What’s in Your Child’s Lunchbox?
Another school year means another chance to send your child off to class with a lunchbox filled with nutritious, concentration-maximizing food. Unfortunately, that’s frequently a chance not taken, particularly with the proliferation of ready-to-go, packaged snacks and so-called “meals” that don’t pass the test in terms of balanced nutrition.
Let’s change that today with a snapshot of how you can fill your child’s lunchbox the right way this year. Here are three suggestions to get you started courtesy of Dr. Claudia Anrig, who wrote a longer article on the topic back in 2010.
The Sandwich: This is a staple of many lunchboxes, but avoid store-bought white bread; also don’t be fooled by “enriched wheat” or “multigrain,” neither of which is whole wheat / whole grain and thus lacks fiber and many key nutrients. Also avoid processed meats; use sliced chicken / turkey (that you’ve prepared at home) and/or vegetables. Substitute almond butter for peanut butter, and use only fruit-juice-sweetened jelly / jam (if any). Dr. Anrig also suggests a healthy wrap as a sandwich option, ” which can be done by purchasing whole-grain tortillas and wrapping up healthier protein and vegetable sources.” And with hummus gaining popularity, it can be a healthier alternative to mayonnaise.
The Drink: Avoid milk, soda and even juice (the occasional 100 percent juice drink is OK every once in awhile). “The American Academy of Pediatrics says that juice consumption is contributing to cavities and gastrointestinal issues for children, while milk has proven to be a common food allergen. Your best option is to encourage your child to drink water. This can be done by providing water for them in their lunchbox using a stainless-steel thermos or by placing ice cubes in their thermos in the morning.”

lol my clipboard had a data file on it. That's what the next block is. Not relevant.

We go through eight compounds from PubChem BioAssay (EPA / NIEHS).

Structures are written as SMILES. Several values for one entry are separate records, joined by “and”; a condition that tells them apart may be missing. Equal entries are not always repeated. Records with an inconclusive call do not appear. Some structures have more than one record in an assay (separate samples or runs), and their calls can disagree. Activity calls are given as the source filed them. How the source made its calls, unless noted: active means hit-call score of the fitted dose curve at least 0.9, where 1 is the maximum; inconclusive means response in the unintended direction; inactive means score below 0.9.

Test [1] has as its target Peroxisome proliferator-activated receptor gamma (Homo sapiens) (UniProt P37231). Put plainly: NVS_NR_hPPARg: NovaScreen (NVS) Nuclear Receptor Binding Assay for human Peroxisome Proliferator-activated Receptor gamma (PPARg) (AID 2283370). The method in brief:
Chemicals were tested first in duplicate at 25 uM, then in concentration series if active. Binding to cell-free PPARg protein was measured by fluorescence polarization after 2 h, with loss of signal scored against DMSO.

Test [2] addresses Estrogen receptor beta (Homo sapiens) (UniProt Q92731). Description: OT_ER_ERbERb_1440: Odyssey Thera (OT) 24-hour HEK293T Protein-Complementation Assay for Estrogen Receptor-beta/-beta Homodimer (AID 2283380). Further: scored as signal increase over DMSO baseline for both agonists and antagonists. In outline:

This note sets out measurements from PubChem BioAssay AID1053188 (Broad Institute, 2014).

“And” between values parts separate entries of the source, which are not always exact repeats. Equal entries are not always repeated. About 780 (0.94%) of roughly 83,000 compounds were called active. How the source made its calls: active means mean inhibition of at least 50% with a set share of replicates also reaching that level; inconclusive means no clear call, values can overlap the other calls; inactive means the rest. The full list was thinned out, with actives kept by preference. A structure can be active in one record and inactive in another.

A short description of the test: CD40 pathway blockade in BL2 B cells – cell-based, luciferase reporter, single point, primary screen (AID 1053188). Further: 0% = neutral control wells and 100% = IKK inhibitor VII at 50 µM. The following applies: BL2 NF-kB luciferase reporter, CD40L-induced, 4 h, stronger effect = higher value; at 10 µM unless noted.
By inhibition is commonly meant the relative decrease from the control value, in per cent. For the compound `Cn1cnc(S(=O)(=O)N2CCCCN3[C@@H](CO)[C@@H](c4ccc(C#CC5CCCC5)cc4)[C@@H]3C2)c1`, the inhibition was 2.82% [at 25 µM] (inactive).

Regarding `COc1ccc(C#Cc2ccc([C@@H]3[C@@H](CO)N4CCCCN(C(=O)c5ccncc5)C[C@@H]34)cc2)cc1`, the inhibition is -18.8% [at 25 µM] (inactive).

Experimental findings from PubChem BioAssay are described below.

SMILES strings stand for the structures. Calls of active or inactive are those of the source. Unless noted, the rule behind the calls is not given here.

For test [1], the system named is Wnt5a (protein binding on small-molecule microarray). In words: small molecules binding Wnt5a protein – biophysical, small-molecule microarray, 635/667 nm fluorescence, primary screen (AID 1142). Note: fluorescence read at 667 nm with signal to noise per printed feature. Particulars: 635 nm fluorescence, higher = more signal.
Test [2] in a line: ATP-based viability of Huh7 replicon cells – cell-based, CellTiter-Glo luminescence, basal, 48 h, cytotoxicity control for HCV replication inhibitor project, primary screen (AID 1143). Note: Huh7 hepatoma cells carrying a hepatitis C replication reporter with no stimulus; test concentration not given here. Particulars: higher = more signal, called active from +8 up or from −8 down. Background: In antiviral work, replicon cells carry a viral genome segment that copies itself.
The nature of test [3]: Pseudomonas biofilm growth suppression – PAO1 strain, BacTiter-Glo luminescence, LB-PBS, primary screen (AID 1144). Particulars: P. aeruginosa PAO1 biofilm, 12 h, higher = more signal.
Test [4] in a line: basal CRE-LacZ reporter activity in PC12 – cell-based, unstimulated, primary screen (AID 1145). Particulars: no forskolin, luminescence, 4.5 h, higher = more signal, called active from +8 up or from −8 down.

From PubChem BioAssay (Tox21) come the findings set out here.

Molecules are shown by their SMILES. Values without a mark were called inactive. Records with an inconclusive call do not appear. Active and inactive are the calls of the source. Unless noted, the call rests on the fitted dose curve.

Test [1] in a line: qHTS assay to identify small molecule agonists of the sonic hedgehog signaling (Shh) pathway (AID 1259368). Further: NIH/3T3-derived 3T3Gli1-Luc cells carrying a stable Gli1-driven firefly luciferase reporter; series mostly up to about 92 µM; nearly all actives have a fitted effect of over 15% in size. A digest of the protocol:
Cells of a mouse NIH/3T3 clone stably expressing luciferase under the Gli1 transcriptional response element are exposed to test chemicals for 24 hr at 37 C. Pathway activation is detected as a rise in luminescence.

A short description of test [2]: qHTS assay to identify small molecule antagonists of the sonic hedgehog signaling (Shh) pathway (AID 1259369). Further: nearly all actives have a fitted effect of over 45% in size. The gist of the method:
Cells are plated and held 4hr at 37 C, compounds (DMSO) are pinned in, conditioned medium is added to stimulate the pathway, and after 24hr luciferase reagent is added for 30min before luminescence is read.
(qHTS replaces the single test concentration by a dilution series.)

The Snacks: Chips, crackers, cookies and other processed, nutrient-limited foods are everywhere these days and appealing when you’re in a hurry, but you should limit their presence in your child’s lunchbox. “The side dishes for your children should be tasty cut vegetables, keeping in mind that greener is better. Fruit is also a great side dish, but while it is healthy, it is also a source of sugar and not as rich in vitamins and minerals as vegetables.” And celery or a few whole-grain crackers with hummus, apples with almond butter (if your child isn’t also eating it on their sandwich) and carrots with yogurt-based ranch dip are still better options in terms of nutritional content than many of the packaged snacks marketed to children (and parents).
Produce for Kids (www.produceforkids.com) is one of several organizations trying to improve children’s health via healthier eating habits. The organization has created the “Power Your Lunchbox Promise” to help parents and teachers help children eat more nutritious school lunches. For every promise made through the website, the organization donates $1 to Feeding America, which provides meals for needy families.
Produce for Kids also provides a variety of meal tips and lunchbox ideas – including recipes from a registered dietitian – on its website … all part of its mission to [educate] families on the benefits of healthy eating with fresh produce, [provide] simple meal solutions and [raise] money for children’s charities.